By Dave Brown — Exclusive to Lithium Investing News
Russian entrepreneur Boris Zingarevich has obtained control of United States lithium battery manufacturer Ener1. The $81 million investment by the Russian businessman, who has close links with Russian President Dmitry Medvedev, has raised some concerns for US-based media outlets.
The Obama administration has a strong track record of employing public funding to advance “green energy” and lithium battery technology research; however, in the wake of notable bankruptcies, including those of Solyndra and Ener1, criticism has been presented. The government had invested $118 million in Ener1 through federal stimulus programs, with an additional $80 million in local and state initiatives. The company had recruited top US scientists at the Argonne National Laboratory in Illinois to develop and produce leading-edge battery technology for electric cars and defense purposes.
Most recent initiatives
The Advanced Research Projects Agency – Energy (ARPA-E) has allocated $43 million for two new programs aimed at developing energy storage technologies that will promote efficient and secure energy supplies.
One program will fund research of advanced function and control technologies to improve the performance, safety, and duration of energy storage systems. It is intended to pioneer a new generation of electric and hybrid-electric vehicles, and improve the practicality of the domestic electricity grid.
The second program recognizes the role that small businesses play in developing energy storage technologies, and is soliciting small business applicants to develop stationary and transportation energy storage technologies. This initiative, which includes research to advance low-cost, grid-scale storage, particularly for utility companies, involves implications for lithium investors. Three additional research areas for vehicle energy storage include battery designs, chemistries, and architectures.
A recommitment was evident in President Obama’s $3 trillion budget request for this October. President Obama requested a five percent increase in federal spending on non-defense research and development that, while relatively small, is noteworthy because it comes at a time of intense political scrutiny and economic pressure. The proposed research expense confirms the government’s priority for lithium battery technologies.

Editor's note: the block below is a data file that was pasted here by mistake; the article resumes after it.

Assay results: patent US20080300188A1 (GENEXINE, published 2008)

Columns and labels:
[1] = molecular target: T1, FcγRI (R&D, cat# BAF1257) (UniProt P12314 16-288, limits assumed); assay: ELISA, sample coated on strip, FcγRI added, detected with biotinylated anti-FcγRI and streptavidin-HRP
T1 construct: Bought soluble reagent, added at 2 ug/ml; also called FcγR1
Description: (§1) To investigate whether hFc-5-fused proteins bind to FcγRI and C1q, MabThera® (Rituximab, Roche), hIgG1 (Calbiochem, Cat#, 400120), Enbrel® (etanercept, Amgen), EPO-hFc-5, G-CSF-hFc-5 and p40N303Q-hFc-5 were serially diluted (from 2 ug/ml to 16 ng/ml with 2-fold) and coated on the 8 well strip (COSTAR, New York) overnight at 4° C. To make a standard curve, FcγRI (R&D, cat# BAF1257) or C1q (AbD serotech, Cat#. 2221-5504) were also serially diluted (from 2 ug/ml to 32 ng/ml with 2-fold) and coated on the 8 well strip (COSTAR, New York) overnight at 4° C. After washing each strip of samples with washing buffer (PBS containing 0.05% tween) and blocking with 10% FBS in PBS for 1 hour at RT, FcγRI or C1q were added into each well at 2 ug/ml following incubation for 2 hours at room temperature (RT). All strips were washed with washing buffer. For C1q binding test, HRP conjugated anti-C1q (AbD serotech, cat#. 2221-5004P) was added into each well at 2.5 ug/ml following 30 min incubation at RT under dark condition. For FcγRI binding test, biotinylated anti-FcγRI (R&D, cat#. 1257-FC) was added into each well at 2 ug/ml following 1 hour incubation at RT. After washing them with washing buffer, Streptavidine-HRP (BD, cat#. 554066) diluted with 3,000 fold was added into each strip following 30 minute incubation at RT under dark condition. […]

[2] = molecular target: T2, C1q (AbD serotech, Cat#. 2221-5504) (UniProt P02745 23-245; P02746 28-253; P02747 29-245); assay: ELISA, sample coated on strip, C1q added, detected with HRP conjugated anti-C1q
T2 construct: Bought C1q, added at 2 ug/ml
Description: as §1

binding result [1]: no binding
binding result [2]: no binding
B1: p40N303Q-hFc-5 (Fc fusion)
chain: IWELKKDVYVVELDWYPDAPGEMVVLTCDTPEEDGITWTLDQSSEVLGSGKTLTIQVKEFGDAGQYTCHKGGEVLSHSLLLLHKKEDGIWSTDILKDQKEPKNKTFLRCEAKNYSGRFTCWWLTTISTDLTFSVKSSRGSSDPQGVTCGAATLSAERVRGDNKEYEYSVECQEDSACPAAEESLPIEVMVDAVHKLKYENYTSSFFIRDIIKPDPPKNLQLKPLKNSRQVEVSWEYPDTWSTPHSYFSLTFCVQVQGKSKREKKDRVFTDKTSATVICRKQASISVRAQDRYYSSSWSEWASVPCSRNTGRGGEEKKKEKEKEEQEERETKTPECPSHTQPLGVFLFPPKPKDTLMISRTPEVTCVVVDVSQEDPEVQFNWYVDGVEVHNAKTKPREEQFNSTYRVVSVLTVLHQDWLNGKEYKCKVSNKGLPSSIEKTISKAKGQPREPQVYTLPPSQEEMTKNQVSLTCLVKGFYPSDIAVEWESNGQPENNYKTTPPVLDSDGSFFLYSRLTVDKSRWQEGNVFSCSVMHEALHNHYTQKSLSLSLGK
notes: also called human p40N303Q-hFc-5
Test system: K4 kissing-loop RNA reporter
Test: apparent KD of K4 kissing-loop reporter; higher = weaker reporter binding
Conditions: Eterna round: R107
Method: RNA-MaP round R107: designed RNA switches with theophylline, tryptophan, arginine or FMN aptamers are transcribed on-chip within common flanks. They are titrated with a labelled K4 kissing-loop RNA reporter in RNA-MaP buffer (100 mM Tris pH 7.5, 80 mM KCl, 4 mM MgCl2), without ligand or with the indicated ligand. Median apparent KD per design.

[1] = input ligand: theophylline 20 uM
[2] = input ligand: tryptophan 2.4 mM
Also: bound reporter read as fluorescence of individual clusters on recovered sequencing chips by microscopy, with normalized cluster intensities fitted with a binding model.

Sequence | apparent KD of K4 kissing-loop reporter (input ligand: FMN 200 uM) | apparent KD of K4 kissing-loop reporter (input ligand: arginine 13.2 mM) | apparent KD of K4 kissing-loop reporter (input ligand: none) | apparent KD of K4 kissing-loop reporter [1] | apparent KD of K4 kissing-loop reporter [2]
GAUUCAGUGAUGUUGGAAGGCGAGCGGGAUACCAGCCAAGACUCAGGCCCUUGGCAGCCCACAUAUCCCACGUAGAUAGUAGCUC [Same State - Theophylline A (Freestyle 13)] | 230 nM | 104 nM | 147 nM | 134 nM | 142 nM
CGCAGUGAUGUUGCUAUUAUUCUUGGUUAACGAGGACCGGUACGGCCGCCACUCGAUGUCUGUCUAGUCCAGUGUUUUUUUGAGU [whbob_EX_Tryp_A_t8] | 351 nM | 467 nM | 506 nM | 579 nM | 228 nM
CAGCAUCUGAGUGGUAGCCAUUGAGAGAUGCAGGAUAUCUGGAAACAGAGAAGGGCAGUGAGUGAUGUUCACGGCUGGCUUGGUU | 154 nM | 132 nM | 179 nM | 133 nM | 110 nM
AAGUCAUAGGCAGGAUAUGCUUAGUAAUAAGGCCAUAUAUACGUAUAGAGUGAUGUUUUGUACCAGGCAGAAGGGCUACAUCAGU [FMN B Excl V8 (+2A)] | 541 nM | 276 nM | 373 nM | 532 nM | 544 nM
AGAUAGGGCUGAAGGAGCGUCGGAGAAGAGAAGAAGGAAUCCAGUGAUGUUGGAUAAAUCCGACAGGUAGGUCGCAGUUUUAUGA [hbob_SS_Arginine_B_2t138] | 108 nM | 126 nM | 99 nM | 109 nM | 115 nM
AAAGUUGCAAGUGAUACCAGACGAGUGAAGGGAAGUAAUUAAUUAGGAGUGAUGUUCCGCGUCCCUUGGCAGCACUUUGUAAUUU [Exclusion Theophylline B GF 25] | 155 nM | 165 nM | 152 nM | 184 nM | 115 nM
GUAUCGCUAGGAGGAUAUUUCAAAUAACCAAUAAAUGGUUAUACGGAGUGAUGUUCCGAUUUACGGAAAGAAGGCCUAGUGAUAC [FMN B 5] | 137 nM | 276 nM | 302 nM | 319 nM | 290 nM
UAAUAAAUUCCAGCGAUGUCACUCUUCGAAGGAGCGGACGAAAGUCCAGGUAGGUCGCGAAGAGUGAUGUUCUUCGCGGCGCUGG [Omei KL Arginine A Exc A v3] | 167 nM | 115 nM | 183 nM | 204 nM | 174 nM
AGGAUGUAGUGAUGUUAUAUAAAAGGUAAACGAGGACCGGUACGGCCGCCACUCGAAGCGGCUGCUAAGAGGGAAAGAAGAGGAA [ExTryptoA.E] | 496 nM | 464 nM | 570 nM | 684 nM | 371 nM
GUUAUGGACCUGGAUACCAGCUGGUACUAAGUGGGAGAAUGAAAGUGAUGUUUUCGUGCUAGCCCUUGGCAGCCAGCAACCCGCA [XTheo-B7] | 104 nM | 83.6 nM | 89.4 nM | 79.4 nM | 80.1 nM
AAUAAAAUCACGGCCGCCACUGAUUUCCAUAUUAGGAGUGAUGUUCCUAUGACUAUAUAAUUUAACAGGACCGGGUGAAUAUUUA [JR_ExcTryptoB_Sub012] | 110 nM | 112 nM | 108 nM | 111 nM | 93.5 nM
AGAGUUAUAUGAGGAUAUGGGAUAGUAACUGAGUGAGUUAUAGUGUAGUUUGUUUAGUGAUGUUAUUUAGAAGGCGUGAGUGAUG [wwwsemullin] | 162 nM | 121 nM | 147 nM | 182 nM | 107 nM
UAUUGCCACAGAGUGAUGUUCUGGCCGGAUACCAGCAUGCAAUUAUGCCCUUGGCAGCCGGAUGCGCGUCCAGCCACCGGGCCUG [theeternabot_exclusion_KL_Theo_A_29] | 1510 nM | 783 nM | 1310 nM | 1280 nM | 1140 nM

The Vehicle Technologies Program stands to benefit from the proposed budget as it would receive a 27.7 percent increase in funding to $420 million. Support for advanced battery and electric drive technology would increase by 73 percent as part of Obama’s continued focus on vehicle electrification. The budget highlights plans to support cooperative research and development with the automotive industry on electrochemical energy storage, power electronics, electric motors, electric traction drive, advanced combustion engines, and lightweight and propulsion materials.
Although the Solyndra case and strong resistance in Congress pose risks for loan guarantee programs and the overall budget proposal, bipartisan and industrial interest should offer support for the Vehicle Technologies Program. This may interest may insulate the program from major cuts and could be a tailwind for the overall lithium industry.
Headwinds for some manufacturers
In an interview with Lithium Investing News Paul Gifford, an advanced level battery consultant explained his analysis for future Department of Energy [DOE] funding, “I think there is a down side for any company that has not successfully competed for DOE money. There certainly was a lot out there and I would think there would be a level of credibility to the technology in being selected to receive DOE funds. But, having said that, the company that will be most successful will secure a contract with a major company. Having contracts with companies like Fisker might be nice, but you can not get the [sales] volumes you need for low cost.”
Vice President Joe Biden said earlier this year, “[t]he question is which nation is going to seize the future. Some nation is going to grab it by the throat. One of the nations of the world is going to lead the world in green energy and technology.”
The roller coaster journey that has followed Ener1 from its inception into the battery business in late August 2005, to January, when it filed for bankruptcy, to its revitalization as a private company in March certainly has some links to Russia.
A Russian bank lent Ener1 up to $100 million in September 2010, and by the end of the next month the company had agreed to supply lithium batteries to the Russian power grid.
Russian appetite for lithium technology
Earlier in the year, a large lithium battery plant was opened in Novosibirsk, on the West Siberian plain, as a joint venture between a Chinese lithium battery manufacturer and RUSNANO. It is anticipated that the factory, called Liotech, will produce up to 500,000 lithium batteries per year. The batteries will be used to power electric vehicles and larger bus batteries in addition to a variety of energy storage applications and emergency power supplies.
Lithium exploration and production companies to benefit
The global demand for lithium is a current theme, whether it is initiated from the US or whether Russia attempts to become more prominent. As the electric vehicle industry takes a firmer foothold, both lithium production companies and exploration projects should generate higher levels of investment interest.
Securities Disclosure: I, Dave Brown, hold no direct investment interest in any company mentioned in this article.
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